Feast of the conversion of St. Paul: January 25th

We know that in everything God works for good with those who love him, who are called according to his purpose. (Romans 8:28)

     Not all falls are the same.

     The boxer Robert Fitzsimmons, who was slated to fight the much larger James J. Jeffries in a heavyweight title match in 1902, supposedly quipped: “The bigger they come, the harder they fall.”  While Fitzsimmons failed to demonstrate the truth of his remark on that occasion (he lost the bout to Jeffries in the 8th round), it has become something of a proverb.  How many times have we seen that the more formidable the opponent, the more dramatic the impact when he comes crashing down?

     The nascent Church faced just such an opponent in the days after the ascension of Jesus, an opponent much more formidable than James Jeffries and Robert Fitzsimmons put together.  This man “was ravaging the church, and entering house after house, he dragged off men and women and committed them to prison” (Acts 8:3).  Not satisfied with terrorizing the followers of Christ in Jerusalem, “still breathing threats and murder against the disciples of the Lord, [he] went to the high priest and asked him for letters to the synagogues at Damascus, so that if he found any belonging to the Way, men or women, he might bring them bound to Jerusalem” (Acts 9:1-2). And yet this man, Saul of Tarsus, reached Damascus a very different man, because on the way he met the Risen Christ:

Now as he journeyed he approached Damascus, and suddenly a light from heaven flashed about him. And he fell to the ground and heard a voice saying to him, “Saul, Saul, why do you persecute me?” And he said, “Who are you, Lord?” And he said, “I am Jesus, whom you are persecuting; but rise and enter the city, and you will be told what you are to do.” The men who were traveling with him stood speechless, hearing the voice but seeing no one. Saul arose from the ground; and when his eyes were opened, he could see nothing; so they led him by the hand and brought him into Damascus. (Acts 9:3-8)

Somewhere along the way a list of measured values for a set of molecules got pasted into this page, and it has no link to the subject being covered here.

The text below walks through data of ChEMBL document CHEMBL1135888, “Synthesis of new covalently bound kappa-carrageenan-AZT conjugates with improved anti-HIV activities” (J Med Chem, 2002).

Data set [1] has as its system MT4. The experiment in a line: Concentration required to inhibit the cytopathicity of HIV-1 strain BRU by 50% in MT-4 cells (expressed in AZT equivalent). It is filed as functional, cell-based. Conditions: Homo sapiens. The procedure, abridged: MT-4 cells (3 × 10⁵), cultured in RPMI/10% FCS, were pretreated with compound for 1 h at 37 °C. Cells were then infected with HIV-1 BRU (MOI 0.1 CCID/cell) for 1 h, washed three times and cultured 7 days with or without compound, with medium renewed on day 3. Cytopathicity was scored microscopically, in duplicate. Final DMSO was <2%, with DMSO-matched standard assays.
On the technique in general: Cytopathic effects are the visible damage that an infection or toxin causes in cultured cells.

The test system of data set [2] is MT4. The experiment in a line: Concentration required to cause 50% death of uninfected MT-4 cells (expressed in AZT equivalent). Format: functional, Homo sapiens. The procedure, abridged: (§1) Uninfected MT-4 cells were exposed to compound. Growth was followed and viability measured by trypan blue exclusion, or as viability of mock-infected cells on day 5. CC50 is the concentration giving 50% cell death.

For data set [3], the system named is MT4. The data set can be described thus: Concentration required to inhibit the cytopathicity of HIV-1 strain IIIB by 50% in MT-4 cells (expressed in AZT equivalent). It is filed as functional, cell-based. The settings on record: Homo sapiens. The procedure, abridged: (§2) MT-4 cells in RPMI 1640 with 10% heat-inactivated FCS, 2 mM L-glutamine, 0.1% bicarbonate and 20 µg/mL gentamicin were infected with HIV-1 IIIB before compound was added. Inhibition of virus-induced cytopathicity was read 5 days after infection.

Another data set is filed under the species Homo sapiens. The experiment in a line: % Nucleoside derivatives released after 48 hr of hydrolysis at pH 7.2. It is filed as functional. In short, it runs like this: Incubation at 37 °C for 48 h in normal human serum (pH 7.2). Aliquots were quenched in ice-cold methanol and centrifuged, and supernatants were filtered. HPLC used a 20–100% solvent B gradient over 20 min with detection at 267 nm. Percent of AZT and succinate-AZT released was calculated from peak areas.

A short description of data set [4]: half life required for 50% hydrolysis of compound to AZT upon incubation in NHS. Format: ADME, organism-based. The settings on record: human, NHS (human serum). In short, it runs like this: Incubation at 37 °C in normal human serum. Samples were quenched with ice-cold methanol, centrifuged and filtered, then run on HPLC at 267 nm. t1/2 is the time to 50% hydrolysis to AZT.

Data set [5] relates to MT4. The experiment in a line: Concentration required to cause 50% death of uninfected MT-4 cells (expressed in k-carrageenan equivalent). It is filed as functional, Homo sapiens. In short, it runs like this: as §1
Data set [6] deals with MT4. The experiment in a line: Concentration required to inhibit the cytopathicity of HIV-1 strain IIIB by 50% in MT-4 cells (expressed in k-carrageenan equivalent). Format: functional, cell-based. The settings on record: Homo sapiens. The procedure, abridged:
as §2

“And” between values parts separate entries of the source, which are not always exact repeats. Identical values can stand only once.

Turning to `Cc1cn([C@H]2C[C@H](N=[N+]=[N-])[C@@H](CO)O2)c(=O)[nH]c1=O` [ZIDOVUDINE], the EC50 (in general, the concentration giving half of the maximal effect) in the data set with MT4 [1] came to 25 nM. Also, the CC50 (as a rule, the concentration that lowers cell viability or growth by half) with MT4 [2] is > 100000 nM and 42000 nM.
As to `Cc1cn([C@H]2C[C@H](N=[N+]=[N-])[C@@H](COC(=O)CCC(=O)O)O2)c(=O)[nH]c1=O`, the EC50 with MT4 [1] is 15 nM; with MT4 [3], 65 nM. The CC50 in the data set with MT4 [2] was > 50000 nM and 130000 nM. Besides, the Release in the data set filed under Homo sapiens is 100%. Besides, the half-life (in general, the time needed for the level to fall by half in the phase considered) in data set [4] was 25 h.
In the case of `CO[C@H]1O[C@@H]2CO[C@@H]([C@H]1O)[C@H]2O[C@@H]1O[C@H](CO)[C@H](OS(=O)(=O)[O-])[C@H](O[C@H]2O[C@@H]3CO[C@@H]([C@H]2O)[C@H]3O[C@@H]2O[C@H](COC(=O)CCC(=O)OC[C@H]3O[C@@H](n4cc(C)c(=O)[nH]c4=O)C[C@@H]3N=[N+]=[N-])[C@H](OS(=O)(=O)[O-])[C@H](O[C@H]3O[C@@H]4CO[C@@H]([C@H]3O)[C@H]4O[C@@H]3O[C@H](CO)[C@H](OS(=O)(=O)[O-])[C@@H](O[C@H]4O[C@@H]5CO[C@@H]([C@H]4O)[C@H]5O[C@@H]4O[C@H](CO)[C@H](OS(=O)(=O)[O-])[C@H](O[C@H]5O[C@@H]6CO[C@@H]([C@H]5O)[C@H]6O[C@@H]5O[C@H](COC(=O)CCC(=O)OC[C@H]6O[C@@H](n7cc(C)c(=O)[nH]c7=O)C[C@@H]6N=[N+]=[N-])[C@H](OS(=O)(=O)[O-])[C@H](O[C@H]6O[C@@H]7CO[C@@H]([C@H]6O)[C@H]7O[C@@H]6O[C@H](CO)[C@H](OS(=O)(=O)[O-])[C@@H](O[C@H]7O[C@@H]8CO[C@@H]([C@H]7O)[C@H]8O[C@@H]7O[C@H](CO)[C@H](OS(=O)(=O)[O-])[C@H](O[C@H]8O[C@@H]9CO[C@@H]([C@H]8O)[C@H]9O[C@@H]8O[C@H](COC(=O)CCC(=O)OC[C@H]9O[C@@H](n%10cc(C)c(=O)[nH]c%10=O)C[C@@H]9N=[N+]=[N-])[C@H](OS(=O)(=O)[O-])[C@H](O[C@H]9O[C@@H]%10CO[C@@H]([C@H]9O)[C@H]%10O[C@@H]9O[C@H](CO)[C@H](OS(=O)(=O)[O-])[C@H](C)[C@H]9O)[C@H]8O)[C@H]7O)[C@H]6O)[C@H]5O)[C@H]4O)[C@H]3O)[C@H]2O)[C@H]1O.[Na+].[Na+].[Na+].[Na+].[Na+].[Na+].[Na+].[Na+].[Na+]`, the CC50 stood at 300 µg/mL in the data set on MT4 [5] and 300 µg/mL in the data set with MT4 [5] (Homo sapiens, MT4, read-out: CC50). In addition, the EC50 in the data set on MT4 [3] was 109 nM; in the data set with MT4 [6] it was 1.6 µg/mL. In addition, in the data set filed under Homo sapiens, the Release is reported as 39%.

“Saul, Saul, why do you persecute me?” And he said, “Who are you, Lord?” And he said, “I am Jesus, whom you are persecuting . . .”

“Oh what a fall was there!”, as Shakespeare’s Mark Antony says of the death of Caesar.  And when Saul fell to the ground it was indeed a great fall, one which the Church commemorates tomorrow, as it does every January 25th, as the Feast of the Conversion of Saint Paul.  Saul, of course, later calls himself Paul, and goes on to become Saint Paul. While both might have been great falls, each in its own way, Saul’s was a very different fall than Caesar’s.  Caesar pursued greatness to satisfy his own ambitions, and any lasting good that came of it was simply a happy consequence God’s working everything for good (see the quote from the same St. Paul’s Letter to the Romans at the top of this post).  This working-for-good  took a very different form in the case of St. Paul himself. When Paul arrives in Damascus the Lord tells a man named Ananias to “come in and lay his hands on him so that he might regain his sight” (Acts 9:12).  Ananias has heard about Paul, and is afraid of him, but the Lord assures him that “he is a chosen instrument of mine to carry my name before the Gentiles and kings and the sons of Israel” (Acts 9:15).  Unlike Caesar, who lived only for his own glory, Paul now lives for the Glory of God or, as he himself puts it: “it is no longer I who live, but Christ who lives in me” (Gal 2:20). While Caesar’s fall was the end of his life (“Now die, Caesar!”), Saul’s was the beginning of new, more glorious life.

The laying on of hands: Joseph Ratzinger (later Pope Benedict XVI) is made a cardinal.

     Likewise, any power that St. Paul and the other Apostles wielded was very different from the sort of power that Caesar fought for.  Caesar’s power died with him under the jealous daggers of conspiratorial senators, and it would take almost two decades of ongoing civil war before another man, his great-nephew Octavian, seized supreme command in the Roman Empire and had himself proclaimed Augustus, the first emperor.  It generally happened that emperors after Augustus gained power through violence and bloodshed, and lost it in the same way.
     St. Paul, on the other hand, was simply a conduit for the power of Christ, who tells him “My grace is sufficient for you, for my power is made perfect in weakness” (2 Cor 12:9).  It is a power that comes from outside of him, which was before him, and which continues after him.  We can see this in the fact that tomorrow’s feast of the Conversion of St. Paul is followed by the next day’s memorial of Saints Timothy and Titus, just as Timothy and Titus themselves followed Paul.  St. Paul made both men bishops by the laying on of hands, just as Ananias had laid hands on him, and wrote letters addressed to both that are now included in the canon of Sacred Scripture. Timothy and Titus likewise passed the power of Christ on to other bishops.  This power is still working through our bishops today, centuries after the bodies and the power of the Roman Emperors have crumbled into nothing.

     The bigger they come, the harder they fall.  We all fall at some point in our lives.  Let us pray that we fall not like Caesar, in a futile pursuit of worldly ambitions, but like St. Paul, born to a new life in Christ.

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